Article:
Without compliance with ESG criteria, it is becoming increasingly difficult for medium-sized companies to attract customers, investors and new employees and to convince banks. However, many questions arise when it comes to the concrete fulfilment of ESG factors. The overarching issue is to take the right approach to ensure that the ESG criteria are optimally integrated into one’s own business strategy and play their part in ensuring that the company acts responsibly and thus remains viable and competitive in the future.

ESG & EU Taxonomy: Why Corporate Sustainability is becoming increasingly important

ESG stands for “Environmental, Social, Governance”. The ESG criteria help investors to assess the sustainability risks and opportunities of a company. They are closely linked to the EU taxonomy. The aim of the EU taxonomy is to steer capital flows towards sustainable investments and to promote the financing of the EU sustainability goals. ESG criteria have been defined for implementation. These are assessed by means of ESG reporting, which is based on the non-financial reporting guidelines. A transparent presentation of the three essential sub-areas E, S and G with all risks, processes and results is required.

Environmental Management as one of the three ESG Pillars

In order to bring more transparency to this large number and complexity of topics, we will devote this article to the area of “Environment”. In the context of ESG requirements, “environment” refers to the impact an organisation has on the natural environment. How does the company deal with environmental issues? What measures are taken to reduce or prevent negative environmental impacts? The sub-areas are subdivided into many sub-areas such as energy consumption, the use of natural resources, emissions or waste. Depending on the size of the company, the sector and the location, the solutions in the area of environment can look very different for medium-sized companies, from circular economy to e-mobility. An in-depth analysis of the current and future environmental aspects relevant to the company is the basis for the individual roadmap in the area of environment as part of a holistic ESG strategy.

More efficient, more economical, more innovative: E for Environment in Practical Implementation

Environmental criteria can be implemented in many areas, for example:

  • Energy and resource efficiency by using new technologies, optimising production processes, promoting the circular economy or using renewable energies.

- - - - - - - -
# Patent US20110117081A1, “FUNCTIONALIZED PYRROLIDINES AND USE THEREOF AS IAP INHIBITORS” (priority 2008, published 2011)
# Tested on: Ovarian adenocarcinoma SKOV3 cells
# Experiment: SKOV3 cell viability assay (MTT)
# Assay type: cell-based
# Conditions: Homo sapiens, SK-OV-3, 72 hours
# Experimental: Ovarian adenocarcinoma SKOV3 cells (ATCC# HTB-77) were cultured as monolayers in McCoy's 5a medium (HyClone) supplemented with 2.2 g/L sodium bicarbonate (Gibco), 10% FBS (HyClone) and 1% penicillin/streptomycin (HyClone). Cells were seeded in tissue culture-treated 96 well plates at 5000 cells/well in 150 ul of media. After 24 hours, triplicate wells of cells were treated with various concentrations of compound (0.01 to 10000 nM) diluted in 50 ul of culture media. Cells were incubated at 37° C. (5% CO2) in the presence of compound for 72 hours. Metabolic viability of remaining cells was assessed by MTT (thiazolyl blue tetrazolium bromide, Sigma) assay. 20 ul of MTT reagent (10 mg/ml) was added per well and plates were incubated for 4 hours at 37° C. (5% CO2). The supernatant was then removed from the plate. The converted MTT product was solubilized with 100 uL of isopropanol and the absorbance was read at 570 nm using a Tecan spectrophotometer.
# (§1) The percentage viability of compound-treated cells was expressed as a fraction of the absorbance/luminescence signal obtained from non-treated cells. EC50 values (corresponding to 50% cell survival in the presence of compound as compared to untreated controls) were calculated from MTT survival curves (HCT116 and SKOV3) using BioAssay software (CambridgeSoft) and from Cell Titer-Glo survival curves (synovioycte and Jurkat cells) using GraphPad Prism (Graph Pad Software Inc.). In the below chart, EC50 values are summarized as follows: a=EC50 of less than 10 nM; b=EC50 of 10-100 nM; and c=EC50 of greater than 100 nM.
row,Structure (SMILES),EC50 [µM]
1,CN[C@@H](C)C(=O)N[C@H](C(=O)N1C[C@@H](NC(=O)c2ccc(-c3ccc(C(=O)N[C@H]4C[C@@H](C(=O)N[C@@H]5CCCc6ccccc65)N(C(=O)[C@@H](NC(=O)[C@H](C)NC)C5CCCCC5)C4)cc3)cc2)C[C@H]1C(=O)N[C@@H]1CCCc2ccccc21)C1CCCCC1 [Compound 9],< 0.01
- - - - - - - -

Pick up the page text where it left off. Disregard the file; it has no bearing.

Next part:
• Reducing greenhouse gas emissions, for example by using sustainable transport or avoiding waste. And this along the entire supply chain.
  • Environmental management and compliance ensure that environmental impacts and performance are regularly monitored, evaluated and improved.

Many Advantages arise for Companies from the Implementation of the E-Criteria:

  • Sustainability: Customers today are sensitised to the topic and pay attention to sustainability criteria. By fulfilling environmental factors, small and medium-sized enterprises gain a competitive advantage. New business models can also emerge that open up access to new markets. In addition, companies can conserve resources and possibly reduce their costs through the use of sustainable energies. If, for example, existing materials are recycled, this replaces the purchase of new materials. Or they can reduce their energy costs by using energy-efficient machines and technologies.
  • Legal requirements: Environmental regulations are becoming stricter in many countries and regions. A medium-sized company should ensure that all standards, relevant laws and regulations are met. With a holistic ESG strategy that takes into account all important environmental factors, it is prepared for economic, social and political developments and creates a stable basis for itself. This avoids the risk of environmental violations, which often result in severe fines and corresponding penalties.
  • Image: How a company positions itself in the area of environment has a great influence on how it is perceived by stakeholders. A responsible and dutiful approach to environmental issues strengthens stakeholders’ trust in the company. With a clear communication about the fulfilment of environmental criteria towards its customers, investors and employees, a company meets the high expectations and diverse needs.

THE MAK`ED TEAM analyses with a sustainability check how the individual ESG strategy looks like for a company. In this context, taking responsibility for the environment is a duty – and properly implemented an important driver for economic success.

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